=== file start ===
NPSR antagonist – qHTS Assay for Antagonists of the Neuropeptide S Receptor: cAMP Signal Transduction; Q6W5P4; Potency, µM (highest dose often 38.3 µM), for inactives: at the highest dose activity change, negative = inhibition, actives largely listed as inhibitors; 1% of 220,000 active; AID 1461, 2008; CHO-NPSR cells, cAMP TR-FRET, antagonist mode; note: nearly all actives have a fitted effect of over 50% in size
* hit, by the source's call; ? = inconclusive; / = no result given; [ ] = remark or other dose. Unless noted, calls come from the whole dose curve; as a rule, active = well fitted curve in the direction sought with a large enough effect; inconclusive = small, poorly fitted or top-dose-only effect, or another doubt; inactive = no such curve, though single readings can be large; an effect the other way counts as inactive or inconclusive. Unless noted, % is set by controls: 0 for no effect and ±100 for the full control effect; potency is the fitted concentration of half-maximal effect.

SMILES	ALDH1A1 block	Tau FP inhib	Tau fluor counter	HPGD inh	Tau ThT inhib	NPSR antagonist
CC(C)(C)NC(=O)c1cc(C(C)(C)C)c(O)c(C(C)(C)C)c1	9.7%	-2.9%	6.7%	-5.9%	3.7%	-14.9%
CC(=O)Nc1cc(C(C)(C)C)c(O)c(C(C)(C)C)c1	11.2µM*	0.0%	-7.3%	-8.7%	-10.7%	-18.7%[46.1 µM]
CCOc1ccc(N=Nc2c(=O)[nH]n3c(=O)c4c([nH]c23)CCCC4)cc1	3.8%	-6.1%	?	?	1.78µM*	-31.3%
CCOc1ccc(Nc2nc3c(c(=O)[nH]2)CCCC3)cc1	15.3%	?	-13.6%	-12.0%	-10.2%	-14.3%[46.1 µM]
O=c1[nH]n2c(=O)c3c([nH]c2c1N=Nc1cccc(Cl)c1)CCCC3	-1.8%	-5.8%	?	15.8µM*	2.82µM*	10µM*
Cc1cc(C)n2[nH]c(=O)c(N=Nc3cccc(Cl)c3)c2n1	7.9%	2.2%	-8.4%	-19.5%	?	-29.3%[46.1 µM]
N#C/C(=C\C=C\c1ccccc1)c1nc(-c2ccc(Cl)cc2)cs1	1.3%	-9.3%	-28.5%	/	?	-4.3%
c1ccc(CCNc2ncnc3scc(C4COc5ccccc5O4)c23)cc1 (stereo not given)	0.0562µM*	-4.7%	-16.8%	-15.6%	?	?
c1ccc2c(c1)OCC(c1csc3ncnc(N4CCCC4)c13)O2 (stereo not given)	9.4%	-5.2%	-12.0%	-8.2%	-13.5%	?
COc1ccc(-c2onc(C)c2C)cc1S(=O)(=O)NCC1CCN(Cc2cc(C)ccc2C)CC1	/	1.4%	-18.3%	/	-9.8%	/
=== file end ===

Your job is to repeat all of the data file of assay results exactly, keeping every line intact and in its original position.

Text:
NPSR antagonist – qHTS Assay for Antagonists of the Neuropeptide S Receptor: cAMP Signal Transduction; Q6W5P4; Potency, µM (highest dose often 38.3 µM), for inactives: at the highest dose activity change, negative = inhibition, actives largely listed as inhibitors; 1% of 220,000 active; AID 1461, 2008; CHO-NPSR cells, cAMP TR-FRET, antagonist mode; note: nearly all actives have a fitted effect of over 50% in size
* hit, by the source's call; ? = inconclusive; / = no result given; [ ] = remark or other dose. Unless noted, calls come from the whole dose curve; as a rule, active = well fitted curve in the direction sought with a large enough effect; inconclusive = small, poorly fitted or top-dose-only effect, or another doubt; inactive = no such curve, though single readings can be large; an effect the other way counts as inactive or inconclusive. Unless noted, % is set by controls: 0 for no effect and ±100 for the full control effect; potency is the fitted concentration of half-maximal effect.

SMILES	ALDH1A1 block	Tau FP inhib	Tau fluor counter	HPGD inh	Tau ThT inhib	NPSR antagonist
CC(C)(C)NC(=O)c1cc(C(C)(C)C)c(O)c(C(C)(C)C)c1	9.7%	-2.9%	6.7%	-5.9%	3.7%	-14.9%
CC(=O)Nc1cc(C(C)(C)C)c(O)c(C(C)(C)C)c1	11.2µM*	0.0%	-7.3%	-8.7%	-10.7%	-18.7%[46.1 µM]
CCOc1ccc(N=Nc2c(=O)[nH]n3c(=O)c4c([nH]c23)CCCC4)cc1	3.8%	-6.1%	?	?	1.78µM*	-31.3%
CCOc1ccc(Nc2nc3c(c(=O)[nH]2)CCCC3)cc1	15.3%	?	-13.6%	-12.0%	-10.2%	-14.3%[46.1 µM]
O=c1[nH]n2c(=O)c3c([nH]c2c1N=Nc1cccc(Cl)c1)CCCC3	-1.8%	-5.8%	?	15.8µM*	2.82µM*	10µM*
Cc1cc(C)n2[nH]c(=O)c(N=Nc3cccc(Cl)c3)c2n1	7.9%	2.2%	-8.4%	-19.5%	?	-29.3%[46.1 µM]
N#C/C(=C\C=C\c1ccccc1)c1nc(-c2ccc(Cl)cc2)cs1	1.3%	-9.3%	-28.5%	/	?	-4.3%
c1ccc(CCNc2ncnc3scc(C4COc5ccccc5O4)c23)cc1 (stereo not given)	0.0562µM*	-4.7%	-16.8%	-15.6%	?	?
c1ccc2c(c1)OCC(c1csc3ncnc(N4CCCC4)c13)O2 (stereo not given)	9.4%	-5.2%	-12.0%	-8.2%	-13.5%	?
COc1ccc(-c2onc(C)c2C)cc1S(=O)(=O)NCC1CCN(Cc2cc(C)ccc2C)CC1	/	1.4%	-18.3%	/	-9.8%	/